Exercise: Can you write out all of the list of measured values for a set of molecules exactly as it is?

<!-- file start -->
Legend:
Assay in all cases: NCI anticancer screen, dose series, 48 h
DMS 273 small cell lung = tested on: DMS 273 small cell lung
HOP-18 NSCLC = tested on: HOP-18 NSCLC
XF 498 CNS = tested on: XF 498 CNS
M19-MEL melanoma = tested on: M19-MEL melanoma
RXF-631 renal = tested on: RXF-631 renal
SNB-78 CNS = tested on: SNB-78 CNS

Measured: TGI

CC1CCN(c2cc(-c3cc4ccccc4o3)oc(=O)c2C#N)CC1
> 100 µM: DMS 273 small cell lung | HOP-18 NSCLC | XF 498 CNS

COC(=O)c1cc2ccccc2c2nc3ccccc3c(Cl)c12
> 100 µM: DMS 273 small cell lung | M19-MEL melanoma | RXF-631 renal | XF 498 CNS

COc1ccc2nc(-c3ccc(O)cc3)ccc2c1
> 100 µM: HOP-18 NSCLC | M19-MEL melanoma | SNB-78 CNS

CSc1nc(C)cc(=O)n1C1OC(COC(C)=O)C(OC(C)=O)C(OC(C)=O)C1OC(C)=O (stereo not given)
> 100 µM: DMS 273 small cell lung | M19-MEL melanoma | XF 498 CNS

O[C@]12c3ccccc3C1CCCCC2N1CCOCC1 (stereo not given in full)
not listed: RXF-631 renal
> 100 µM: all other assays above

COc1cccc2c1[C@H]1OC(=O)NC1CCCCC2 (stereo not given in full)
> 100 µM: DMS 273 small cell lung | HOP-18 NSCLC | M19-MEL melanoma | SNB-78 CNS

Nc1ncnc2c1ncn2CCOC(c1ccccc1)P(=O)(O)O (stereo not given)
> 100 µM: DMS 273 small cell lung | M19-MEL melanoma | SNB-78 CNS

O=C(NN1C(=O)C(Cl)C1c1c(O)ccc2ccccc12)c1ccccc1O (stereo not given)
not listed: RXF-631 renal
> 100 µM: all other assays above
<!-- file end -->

Legend:
Assay in all cases: NCI anticancer screen, dose series, 48 h
DMS 273 small cell lung = tested on: DMS 273 small cell lung
HOP-18 NSCLC = tested on: HOP-18 NSCLC
XF 498 CNS = tested on: XF 498 CNS
M19-MEL melanoma = tested on: M19-MEL melanoma
RXF-631 renal = tested on: RXF-631 renal
SNB-78 CNS = tested on: SNB-78 CNS

Measured: TGI

CC1CCN(c2cc(-c3cc4ccccc4o3)oc(=O)c2C#N)CC1
> 100 µM: DMS 273 small cell lung | HOP-18 NSCLC | XF 498 CNS

COC(=O)c1cc2ccccc2c2nc3ccccc3c(Cl)c12
> 100 µM: DMS 273 small cell lung | M19-MEL melanoma | RXF-631 renal | XF 498 CNS

COc1ccc2nc(-c3ccc(O)cc3)ccc2c1
> 100 µM: HOP-18 NSCLC | M19-MEL melanoma | SNB-78 CNS

CSc1nc(C)cc(=O)n1C1OC(COC(C)=O)C(OC(C)=O)C(OC(C)=O)C1OC(C)=O (stereo not given)
> 100 µM: DMS 273 small cell lung | M19-MEL melanoma | XF 498 CNS

O[C@]12c3ccccc3C1CCCCC2N1CCOCC1 (stereo not given in full)
not listed: RXF-631 renal
> 100 µM: all other assays above

COc1cccc2c1[C@H]1OC(=O)NC1CCCCC2 (stereo not given in full)
> 100 µM: DMS 273 small cell lung | HOP-18 NSCLC | M19-MEL melanoma | SNB-78 CNS

Nc1ncnc2c1ncn2CCOC(c1ccccc1)P(=O)(O)O (stereo not given)
> 100 µM: DMS 273 small cell lung | M19-MEL melanoma | SNB-78 CNS

O=C(NN1C(=O)C(Cl)C1c1c(O)ccc2ccccc12)c1ccccc1O (stereo not given)
not listed: RXF-631 renal
> 100 µM: all other assays above